The tragic skiing accident suffered by the Formula 1 racing champion Michael Schumacher has dominated the headlines in recent days - not least because he remains in a serious condition in a medically induced coma. It is by no means certain that he will survive, and completely unknown how severely he will be affected in the long term if he does.
Since his accident much of the discussion has centred (as it did after the actress Natasha Richardson died in 2009 after a skiing fall) on whether his ski helmet protected him. While neurosurgeons have argued he would have been dead already without it, he has still sustained serious head injuries. The helmet may have reduced the effect of the direct impact on his skull when he hit his head on a rock. It may have acted as a shock absorber, but it could not stop his brain being shaken around inside his skull, causing bleeding into the brain, bruising and swelling.
As far as skiing is concerned, there are relatively few studies on the impact of helmet wearing on the likelihood of severe head injury in a fall. A major study from the early '90s suggested that ski helmets could reduce the risk of head injuries by 50%. (1) However, fears have been raised that wearing a ski helmet might actually increase the risk of injuries to the cervical (neck) spine, which can cause paralysis or death. (2) In young people at least, there is no evidence that this fear is borne out. (2)
While some of us may be contemplating heading off on ski trips in the next few weeks, far more of us are cyclists, and the debate over helmet wearing for cyclists is heated. That cyclists are more vulnerable to head injuries than people travelling by car is undisputed - they are more than twice as likely to be killed and 10 times as likely to be injured for every kilometre they travel, and head injuries account for one in three cycle-related hospital admissions and three in four deaths. (3) At first sight, it makes perfect sense that wearing a helmet, which has been shown to protect children against cycling head injuries, (4) should be compulsory for adults as well.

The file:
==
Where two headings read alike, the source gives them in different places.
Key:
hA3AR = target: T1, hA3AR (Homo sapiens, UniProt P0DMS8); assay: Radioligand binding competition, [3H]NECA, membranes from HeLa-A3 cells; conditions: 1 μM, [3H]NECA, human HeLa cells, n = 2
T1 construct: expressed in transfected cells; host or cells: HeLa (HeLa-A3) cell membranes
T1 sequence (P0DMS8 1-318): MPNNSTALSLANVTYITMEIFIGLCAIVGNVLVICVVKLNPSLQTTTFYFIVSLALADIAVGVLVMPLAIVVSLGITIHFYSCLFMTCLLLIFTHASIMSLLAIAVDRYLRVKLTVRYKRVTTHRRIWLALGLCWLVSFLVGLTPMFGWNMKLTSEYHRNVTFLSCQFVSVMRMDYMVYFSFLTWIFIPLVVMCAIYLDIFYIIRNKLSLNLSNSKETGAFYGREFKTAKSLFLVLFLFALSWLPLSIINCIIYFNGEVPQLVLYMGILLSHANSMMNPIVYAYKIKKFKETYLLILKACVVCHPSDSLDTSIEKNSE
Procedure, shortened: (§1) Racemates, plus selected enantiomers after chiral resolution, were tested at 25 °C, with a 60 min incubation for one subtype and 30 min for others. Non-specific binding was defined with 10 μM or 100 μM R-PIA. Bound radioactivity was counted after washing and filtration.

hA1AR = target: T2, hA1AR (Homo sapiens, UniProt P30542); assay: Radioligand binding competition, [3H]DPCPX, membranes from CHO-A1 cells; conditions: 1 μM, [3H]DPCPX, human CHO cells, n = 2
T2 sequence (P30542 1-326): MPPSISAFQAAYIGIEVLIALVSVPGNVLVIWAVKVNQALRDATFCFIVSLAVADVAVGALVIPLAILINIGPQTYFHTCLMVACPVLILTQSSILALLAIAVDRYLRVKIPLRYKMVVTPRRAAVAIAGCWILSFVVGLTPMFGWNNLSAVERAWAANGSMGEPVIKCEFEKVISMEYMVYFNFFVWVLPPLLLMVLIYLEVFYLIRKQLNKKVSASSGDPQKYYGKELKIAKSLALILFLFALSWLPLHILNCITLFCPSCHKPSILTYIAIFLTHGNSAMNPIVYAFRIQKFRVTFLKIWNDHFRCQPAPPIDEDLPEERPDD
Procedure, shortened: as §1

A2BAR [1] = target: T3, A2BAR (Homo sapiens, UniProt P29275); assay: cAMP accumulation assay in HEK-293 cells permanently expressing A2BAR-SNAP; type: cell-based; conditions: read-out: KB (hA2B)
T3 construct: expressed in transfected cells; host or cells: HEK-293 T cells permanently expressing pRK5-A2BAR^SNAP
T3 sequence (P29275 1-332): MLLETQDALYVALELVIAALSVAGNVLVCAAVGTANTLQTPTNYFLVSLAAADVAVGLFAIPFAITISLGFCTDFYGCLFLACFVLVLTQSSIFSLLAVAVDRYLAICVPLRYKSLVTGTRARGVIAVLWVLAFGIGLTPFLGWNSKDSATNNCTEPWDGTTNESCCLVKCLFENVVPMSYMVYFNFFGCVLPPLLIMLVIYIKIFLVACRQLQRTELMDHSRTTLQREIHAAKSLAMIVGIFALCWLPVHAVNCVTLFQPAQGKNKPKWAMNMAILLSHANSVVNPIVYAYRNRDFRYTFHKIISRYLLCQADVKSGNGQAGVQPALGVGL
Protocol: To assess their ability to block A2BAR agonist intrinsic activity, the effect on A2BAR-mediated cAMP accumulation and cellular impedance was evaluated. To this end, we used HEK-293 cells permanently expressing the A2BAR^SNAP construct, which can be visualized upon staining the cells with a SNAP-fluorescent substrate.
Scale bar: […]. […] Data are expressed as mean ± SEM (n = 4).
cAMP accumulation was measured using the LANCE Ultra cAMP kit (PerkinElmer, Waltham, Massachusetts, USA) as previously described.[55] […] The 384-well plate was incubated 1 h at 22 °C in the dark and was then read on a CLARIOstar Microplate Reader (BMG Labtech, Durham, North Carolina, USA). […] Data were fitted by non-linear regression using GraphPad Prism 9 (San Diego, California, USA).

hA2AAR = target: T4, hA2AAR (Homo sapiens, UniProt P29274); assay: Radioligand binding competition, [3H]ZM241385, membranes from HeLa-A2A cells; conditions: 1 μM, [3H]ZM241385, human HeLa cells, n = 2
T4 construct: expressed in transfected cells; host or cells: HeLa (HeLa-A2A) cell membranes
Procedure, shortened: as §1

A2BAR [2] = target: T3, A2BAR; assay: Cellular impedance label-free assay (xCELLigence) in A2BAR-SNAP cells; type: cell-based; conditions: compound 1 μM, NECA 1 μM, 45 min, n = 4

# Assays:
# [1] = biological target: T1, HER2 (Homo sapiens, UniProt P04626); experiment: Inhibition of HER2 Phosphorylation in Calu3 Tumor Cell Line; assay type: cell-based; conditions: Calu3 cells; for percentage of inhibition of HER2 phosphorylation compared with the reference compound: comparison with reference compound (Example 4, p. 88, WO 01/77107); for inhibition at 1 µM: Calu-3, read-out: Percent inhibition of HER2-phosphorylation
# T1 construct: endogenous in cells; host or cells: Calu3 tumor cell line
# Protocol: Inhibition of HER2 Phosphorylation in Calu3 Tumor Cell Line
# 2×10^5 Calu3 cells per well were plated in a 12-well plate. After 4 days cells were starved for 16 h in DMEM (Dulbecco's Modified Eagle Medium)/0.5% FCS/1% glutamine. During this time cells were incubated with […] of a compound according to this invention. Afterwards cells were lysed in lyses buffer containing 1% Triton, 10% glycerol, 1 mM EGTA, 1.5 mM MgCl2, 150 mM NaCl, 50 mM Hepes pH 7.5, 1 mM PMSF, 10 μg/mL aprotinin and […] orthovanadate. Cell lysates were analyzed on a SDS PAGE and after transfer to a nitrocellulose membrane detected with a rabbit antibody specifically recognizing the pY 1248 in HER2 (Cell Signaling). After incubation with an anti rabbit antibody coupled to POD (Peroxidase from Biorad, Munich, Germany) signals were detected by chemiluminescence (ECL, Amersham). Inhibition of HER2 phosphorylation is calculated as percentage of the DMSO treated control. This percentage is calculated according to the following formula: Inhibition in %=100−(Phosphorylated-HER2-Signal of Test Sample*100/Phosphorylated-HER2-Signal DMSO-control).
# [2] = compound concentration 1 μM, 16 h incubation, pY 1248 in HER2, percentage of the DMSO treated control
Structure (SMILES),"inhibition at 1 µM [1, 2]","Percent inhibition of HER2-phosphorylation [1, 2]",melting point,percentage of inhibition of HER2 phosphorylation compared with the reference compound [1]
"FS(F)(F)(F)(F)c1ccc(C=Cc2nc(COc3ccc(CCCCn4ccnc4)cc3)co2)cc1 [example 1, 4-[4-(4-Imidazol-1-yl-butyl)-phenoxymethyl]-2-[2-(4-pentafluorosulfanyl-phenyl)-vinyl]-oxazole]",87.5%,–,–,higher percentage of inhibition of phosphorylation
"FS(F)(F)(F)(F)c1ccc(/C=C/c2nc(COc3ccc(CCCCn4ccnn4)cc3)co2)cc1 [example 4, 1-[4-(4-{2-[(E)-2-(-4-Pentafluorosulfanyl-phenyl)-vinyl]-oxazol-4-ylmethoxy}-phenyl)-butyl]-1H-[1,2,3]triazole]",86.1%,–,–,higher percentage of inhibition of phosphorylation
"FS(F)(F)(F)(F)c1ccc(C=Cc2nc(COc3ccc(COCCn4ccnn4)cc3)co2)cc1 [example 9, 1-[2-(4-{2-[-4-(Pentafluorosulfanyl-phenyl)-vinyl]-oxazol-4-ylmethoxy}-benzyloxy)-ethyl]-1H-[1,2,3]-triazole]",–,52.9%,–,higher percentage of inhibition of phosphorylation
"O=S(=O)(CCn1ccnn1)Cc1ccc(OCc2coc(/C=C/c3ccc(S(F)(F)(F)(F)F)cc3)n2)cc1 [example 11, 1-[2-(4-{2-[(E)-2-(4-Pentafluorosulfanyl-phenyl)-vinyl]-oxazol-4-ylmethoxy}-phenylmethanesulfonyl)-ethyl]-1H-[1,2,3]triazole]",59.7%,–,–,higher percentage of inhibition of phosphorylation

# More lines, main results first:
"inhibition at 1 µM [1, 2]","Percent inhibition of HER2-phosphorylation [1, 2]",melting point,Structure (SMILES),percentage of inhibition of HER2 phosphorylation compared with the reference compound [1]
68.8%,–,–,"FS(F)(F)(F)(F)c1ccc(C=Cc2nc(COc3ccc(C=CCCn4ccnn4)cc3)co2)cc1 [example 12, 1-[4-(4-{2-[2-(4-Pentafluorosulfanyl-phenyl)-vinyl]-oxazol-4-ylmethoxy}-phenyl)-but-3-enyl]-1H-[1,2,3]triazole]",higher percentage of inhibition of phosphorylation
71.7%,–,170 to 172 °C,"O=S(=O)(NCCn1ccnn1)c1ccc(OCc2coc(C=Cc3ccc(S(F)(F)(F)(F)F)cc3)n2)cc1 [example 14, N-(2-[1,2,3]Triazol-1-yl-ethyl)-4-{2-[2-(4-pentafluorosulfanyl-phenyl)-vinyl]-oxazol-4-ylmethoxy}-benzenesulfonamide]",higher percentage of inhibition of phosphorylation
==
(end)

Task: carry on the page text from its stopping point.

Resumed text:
A recent analysis of the impact of compulsory cycle helmet laws in Canada shows a reduction of 26% in the rate of head injuries in provinces and territories where the laws were enforced compared to provinces where the status quo remained. (3) But interpreting the data is complicated by a host of other factors. Admission rates were going down before the legislation was introduced and once the law was in place, fewer people cycled. The 'pro-choice lobbyists' have argued that this makes any conclusions about a direct effect of helmet wearing impossible. However, another study showed that once the legislation came in, head injuries among cyclists dropped more than limb injuries, suggesting that helmets were offering protection. (5) The respected Cochrane Collaboration, which is renowned in medical circles for analysing all the evidence and coming up with really reliable findings, is completely convinced, and tackles the critics head on. Their summary? 'Helmets reduce bicycle-related head and facial injuries for bicyclists of all ages involved in all types of crashes, including those involving motor vehicles. Our response to comments from critics is presented in the Feedback section.' (6)
Some cyclists object on the grounds of infringement of their personal liberty. Perhaps the personal liberty argument is best countered by someone who knows all about head injuries - Beverley Turner, the wife of Olympic gold medallist James Cracknell, who nearly died when he was struck from behind by a truck while cycling. Her view on this version of freedom? "I promise you if 'personal liberty' matters to you, not being able to take yourself to the lavatory on waking will come as a real shock."
5) Walter, S.R., et al., The impact of compulsory cycle helmet legislation on cyclist head injuries in New South Wales, Australia. Accid. Anal. Prev. (2011), doi:10.1016/j.aap.2011.05.029
6) Accident Analysis and Prevention study: http://ow.ly/sjaXC
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